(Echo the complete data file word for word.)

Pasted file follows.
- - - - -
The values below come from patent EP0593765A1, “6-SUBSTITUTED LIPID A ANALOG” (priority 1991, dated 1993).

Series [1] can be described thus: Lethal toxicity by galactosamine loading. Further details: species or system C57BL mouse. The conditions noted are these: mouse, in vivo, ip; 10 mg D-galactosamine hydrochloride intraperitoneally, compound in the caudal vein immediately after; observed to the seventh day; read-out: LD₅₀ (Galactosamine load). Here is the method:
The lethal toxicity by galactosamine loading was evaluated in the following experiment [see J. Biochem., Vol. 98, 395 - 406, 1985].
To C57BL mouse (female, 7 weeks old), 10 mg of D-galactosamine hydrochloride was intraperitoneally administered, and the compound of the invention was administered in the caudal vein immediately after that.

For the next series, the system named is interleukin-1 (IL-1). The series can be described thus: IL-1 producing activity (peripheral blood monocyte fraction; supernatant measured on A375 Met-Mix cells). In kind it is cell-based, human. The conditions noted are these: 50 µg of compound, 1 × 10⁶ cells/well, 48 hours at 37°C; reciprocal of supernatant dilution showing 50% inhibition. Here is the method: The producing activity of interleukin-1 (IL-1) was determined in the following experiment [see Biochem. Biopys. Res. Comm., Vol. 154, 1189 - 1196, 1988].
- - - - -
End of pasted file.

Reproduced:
The values below come from patent EP0593765A1, “6-SUBSTITUTED LIPID A ANALOG” (priority 1991, dated 1993).

Series [1] can be described thus: Lethal toxicity by galactosamine loading. Further details: species or system C57BL mouse. The conditions noted are these: mouse, in vivo, ip; 10 mg D-galactosamine hydrochloride intraperitoneally, compound in the caudal vein immediately after; observed to the seventh day; read-out: LD₅₀ (Galactosamine load). Here is the method:
The lethal toxicity by galactosamine loading was evaluated in the following experiment [see J. Biochem., Vol. 98, 395 - 406, 1985].
To C57BL mouse (female, 7 weeks old), 10 mg of D-galactosamine hydrochloride was intraperitoneally administered, and the compound of the invention was administered in the caudal vein immediately after that.

For the next series, the system named is interleukin-1 (IL-1). The series can be described thus: IL-1 producing activity (peripheral blood monocyte fraction; supernatant measured on A375 Met-Mix cells). In kind it is cell-based, human. The conditions noted are these: 50 µg of compound, 1 × 10⁶ cells/well, 48 hours at 37°C; reciprocal of supernatant dilution showing 50% inhibition. Here is the method: The producing activity of interleukin-1 (IL-1) was determined in the following experiment [see Biochem. Biopys. Res. Comm., Vol. 154, 1189 - 1196, 1988].